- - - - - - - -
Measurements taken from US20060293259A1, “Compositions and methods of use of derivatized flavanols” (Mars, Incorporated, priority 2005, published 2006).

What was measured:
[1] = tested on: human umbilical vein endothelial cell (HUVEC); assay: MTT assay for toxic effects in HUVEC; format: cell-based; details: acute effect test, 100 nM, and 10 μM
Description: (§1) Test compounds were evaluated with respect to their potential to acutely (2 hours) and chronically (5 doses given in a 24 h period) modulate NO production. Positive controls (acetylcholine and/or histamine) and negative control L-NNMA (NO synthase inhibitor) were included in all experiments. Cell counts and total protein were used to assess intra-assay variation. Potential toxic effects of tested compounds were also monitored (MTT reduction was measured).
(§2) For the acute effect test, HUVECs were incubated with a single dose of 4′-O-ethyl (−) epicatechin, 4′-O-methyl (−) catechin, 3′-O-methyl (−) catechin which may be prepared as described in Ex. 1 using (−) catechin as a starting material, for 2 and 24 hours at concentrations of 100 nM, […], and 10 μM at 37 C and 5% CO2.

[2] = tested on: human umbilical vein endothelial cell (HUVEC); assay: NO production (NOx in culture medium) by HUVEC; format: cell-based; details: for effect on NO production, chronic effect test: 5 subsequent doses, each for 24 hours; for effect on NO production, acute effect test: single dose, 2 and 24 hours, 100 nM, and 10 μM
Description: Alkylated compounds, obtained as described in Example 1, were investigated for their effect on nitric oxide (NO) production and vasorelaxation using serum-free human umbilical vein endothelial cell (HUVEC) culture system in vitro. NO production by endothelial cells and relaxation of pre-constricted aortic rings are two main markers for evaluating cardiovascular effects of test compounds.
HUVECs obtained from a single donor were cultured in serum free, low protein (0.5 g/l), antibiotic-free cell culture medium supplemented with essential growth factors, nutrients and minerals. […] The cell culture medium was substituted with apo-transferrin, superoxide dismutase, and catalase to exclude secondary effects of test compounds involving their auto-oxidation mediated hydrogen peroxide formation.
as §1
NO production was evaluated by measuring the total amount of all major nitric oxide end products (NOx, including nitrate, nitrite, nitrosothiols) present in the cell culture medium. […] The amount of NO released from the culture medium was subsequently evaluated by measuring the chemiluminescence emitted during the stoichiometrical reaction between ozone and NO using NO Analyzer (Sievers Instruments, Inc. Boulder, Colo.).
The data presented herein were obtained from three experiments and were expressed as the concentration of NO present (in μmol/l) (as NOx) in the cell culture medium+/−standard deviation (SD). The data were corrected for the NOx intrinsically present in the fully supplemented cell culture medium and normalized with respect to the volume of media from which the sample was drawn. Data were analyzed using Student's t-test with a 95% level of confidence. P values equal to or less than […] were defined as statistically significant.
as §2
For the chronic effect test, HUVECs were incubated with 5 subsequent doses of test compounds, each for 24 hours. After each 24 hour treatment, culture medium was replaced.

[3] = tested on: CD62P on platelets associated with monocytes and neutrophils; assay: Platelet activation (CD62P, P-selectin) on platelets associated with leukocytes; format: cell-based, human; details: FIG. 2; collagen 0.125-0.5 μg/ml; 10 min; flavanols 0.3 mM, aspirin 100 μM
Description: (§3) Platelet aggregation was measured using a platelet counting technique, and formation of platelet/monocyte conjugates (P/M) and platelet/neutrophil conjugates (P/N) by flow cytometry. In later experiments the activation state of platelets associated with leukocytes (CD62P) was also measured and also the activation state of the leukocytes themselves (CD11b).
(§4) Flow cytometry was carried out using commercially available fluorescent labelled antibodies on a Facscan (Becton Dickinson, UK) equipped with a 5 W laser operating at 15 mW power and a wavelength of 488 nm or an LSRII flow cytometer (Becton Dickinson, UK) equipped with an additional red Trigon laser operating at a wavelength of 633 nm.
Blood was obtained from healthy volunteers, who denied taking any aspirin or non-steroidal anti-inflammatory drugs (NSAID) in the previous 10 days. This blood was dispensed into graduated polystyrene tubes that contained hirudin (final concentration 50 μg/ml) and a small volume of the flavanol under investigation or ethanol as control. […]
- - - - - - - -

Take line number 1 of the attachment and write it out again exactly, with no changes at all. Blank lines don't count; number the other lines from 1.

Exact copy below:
Measurements taken from US20060293259A1, “Compositions and methods of use of derivatized flavanols” (Mars, Incorporated, priority 2005, published 2006).